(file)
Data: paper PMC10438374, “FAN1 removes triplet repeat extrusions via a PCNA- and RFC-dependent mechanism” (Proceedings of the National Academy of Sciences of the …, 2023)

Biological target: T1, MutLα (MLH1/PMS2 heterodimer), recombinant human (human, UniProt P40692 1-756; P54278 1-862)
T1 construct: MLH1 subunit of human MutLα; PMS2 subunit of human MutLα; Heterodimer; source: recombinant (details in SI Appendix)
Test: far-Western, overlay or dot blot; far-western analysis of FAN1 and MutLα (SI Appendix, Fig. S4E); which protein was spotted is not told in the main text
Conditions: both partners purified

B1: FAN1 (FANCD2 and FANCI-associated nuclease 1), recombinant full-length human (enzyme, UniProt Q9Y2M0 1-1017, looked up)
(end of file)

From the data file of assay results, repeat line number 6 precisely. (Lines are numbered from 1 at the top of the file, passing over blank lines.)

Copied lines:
B1: FAN1 (FANCD2 and FANCI-associated nuclease 1), recombinant full-length human (enzyme, UniProt Q9Y2M0 1-1017, looked up)